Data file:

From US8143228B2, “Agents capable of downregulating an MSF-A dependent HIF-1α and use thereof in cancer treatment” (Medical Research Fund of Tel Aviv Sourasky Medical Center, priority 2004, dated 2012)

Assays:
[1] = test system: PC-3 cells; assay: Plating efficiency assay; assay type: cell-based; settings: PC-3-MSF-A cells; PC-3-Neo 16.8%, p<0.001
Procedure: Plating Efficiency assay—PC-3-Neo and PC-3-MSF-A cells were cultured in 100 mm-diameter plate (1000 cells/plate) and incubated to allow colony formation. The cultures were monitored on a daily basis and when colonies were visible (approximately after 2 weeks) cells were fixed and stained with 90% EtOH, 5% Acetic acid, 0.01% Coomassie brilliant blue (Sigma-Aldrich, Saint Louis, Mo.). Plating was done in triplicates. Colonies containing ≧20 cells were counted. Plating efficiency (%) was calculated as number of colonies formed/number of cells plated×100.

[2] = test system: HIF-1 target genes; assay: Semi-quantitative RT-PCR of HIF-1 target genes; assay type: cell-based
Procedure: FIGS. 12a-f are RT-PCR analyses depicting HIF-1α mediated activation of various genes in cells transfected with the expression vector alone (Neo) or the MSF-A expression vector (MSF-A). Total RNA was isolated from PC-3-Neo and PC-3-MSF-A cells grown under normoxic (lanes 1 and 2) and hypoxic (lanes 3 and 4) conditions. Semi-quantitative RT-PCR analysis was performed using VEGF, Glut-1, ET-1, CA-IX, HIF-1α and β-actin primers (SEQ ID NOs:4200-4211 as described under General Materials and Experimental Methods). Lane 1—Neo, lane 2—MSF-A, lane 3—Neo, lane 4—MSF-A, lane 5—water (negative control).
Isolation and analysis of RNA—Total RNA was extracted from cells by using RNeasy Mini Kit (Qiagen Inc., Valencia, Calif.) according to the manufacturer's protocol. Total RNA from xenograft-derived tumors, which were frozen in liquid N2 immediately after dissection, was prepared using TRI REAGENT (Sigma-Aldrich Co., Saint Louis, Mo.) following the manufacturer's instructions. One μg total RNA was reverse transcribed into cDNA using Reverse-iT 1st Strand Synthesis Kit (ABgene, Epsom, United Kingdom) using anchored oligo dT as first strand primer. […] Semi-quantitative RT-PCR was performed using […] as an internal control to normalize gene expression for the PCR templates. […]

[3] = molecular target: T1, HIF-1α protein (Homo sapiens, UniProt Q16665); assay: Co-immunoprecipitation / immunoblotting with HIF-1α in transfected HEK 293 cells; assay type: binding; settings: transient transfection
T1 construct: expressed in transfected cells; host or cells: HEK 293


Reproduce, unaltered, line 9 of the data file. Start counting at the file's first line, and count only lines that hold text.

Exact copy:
T1 construct: expressed in transfected cells; host or cells: HEK 293